Commonly confused words: wringer and ringer

A wringer, also known as a mangle

In honour of International Women’s Day this coming Friday (8 March), I pay tribute to those who invented and developed washing machines, one of the great labour-saving inventions, freeing women from the hard work of boiling clothes in coppers, rinsing them and wringing them through a mangle.

Washing machines have become so common that it seems that the old-fashioned wringer has been almost completely forgotten. A wringer was device that basically comprised of two rollers, one above the other with a narrow space between them. Sodden clothes – ones that were wringing wet – were passed between the rollers turned, with considerable effort, by hand, in order to force excess water out of them and make them quicker to dry. Spin cycles in washing machines now do the same job. We may no longer use wringers, but their common use in households led to them becoming part of our language: we will feel wrung out if we’ve been through the wringer – or had every last drop of energy squeezed out of us. Except that it seems some younger people, who may never have seen a wringer or even wrung out something by hand, have confused wringer with, well, a bell:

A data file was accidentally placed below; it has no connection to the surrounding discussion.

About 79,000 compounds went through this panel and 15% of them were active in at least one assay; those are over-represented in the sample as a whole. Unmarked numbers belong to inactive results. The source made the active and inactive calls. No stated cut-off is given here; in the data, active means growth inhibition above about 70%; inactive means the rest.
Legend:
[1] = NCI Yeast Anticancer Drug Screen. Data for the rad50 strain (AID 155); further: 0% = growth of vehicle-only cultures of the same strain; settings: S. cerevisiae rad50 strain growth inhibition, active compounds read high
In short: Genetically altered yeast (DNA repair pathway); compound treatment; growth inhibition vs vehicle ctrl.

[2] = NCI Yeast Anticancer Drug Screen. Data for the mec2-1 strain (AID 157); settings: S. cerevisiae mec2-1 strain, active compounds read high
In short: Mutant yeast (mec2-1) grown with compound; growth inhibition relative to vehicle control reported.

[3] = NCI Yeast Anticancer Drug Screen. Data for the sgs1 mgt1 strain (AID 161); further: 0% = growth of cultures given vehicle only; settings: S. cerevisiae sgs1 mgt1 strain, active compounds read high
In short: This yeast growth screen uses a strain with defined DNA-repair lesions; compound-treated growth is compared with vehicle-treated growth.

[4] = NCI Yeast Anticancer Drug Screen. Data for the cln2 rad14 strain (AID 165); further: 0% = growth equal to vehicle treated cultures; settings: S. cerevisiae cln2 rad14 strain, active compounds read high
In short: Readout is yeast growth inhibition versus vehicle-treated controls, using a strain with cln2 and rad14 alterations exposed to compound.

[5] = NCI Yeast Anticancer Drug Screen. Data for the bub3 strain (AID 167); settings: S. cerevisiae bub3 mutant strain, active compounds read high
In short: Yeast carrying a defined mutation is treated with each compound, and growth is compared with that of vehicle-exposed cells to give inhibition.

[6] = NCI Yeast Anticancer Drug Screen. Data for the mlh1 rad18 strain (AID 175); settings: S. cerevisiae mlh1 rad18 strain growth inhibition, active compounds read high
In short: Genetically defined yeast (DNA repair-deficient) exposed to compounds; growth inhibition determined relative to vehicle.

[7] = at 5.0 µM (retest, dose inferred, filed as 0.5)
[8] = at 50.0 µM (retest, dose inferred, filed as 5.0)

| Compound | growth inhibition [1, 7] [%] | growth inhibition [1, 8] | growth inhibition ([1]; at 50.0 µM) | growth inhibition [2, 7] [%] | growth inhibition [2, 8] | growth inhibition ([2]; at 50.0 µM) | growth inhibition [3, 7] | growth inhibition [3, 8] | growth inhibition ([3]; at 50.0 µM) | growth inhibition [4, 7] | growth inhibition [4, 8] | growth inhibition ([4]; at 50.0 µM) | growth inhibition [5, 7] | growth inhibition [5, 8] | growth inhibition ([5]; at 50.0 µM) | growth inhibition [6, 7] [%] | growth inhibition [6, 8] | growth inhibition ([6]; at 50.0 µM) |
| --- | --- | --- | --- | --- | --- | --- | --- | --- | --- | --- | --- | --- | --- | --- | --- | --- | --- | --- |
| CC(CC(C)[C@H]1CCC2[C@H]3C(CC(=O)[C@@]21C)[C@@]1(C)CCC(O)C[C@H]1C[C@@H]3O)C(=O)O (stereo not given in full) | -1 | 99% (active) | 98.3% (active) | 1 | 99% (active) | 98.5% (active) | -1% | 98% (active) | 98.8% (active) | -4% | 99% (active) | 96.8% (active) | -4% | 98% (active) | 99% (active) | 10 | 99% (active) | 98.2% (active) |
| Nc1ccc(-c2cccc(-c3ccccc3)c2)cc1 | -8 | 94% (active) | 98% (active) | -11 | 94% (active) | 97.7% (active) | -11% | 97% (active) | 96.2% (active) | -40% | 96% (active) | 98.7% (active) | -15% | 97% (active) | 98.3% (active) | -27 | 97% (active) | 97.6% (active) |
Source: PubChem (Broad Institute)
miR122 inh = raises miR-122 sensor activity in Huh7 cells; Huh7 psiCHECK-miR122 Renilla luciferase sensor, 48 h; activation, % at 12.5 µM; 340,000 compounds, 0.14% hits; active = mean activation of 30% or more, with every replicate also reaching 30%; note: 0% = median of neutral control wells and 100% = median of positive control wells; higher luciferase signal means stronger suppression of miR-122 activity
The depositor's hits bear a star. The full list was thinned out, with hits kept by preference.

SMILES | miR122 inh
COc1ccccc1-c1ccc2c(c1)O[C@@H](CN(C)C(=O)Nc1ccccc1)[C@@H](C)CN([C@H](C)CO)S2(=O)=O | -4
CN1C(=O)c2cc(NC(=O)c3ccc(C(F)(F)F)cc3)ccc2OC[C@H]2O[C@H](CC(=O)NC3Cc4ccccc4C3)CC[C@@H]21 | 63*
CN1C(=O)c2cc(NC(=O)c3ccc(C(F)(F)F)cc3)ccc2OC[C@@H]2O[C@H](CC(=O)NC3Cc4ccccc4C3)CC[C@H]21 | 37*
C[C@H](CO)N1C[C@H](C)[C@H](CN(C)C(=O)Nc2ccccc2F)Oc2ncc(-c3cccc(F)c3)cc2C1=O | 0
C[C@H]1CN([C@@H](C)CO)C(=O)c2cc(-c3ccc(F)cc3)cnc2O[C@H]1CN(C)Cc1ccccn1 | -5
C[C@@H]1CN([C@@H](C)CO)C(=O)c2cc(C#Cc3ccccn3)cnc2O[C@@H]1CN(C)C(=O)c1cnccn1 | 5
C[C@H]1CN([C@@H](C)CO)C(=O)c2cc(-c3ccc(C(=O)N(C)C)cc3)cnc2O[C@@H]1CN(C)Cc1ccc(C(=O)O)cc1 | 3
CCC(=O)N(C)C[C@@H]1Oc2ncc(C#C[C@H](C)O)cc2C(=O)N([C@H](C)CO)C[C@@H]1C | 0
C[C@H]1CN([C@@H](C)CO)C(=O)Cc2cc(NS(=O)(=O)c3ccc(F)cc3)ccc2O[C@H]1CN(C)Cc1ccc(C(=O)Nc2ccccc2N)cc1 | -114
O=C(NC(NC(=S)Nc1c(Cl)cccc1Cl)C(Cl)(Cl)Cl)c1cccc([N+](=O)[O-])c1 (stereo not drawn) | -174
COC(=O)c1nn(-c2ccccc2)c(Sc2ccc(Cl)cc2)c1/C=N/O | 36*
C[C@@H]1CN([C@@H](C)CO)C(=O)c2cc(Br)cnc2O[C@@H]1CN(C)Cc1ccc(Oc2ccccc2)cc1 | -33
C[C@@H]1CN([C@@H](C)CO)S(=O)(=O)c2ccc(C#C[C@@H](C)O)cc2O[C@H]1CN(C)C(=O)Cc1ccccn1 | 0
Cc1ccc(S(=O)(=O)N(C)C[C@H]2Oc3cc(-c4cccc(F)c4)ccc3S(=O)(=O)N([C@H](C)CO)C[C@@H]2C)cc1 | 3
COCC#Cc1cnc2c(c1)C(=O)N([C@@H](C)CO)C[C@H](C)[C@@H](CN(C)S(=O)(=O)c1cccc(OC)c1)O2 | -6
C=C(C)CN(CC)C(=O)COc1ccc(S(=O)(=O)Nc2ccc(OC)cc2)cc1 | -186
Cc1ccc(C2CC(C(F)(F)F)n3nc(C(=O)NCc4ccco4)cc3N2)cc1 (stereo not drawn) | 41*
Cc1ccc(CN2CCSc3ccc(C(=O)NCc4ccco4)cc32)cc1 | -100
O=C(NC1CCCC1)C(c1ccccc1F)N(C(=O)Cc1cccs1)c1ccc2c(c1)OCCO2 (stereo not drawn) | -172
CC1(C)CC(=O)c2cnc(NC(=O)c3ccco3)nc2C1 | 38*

From The Age, Saturday, 23 February 2019

For the purposes of clarification, this is a ringer:

A ringer is also a term used for a stockman, most famously in ‘Click Go the Shears’: ‘The ringer looks around and sees he’s beaten by a blow/And curses the old codger with bare-bellied yoe’. More infamously, a ringer (or ring-in) is a horse substituted for a worse-performed one in horseracing scams: Fine Cotton is a notorious example. Ringer is not actually used very often to describe a bell.

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Photos: wringer by DA Grimshaw on Pixabay; doorbell by Helena Yankovska on Unsplash; shearer by Franmedia on Pixabay

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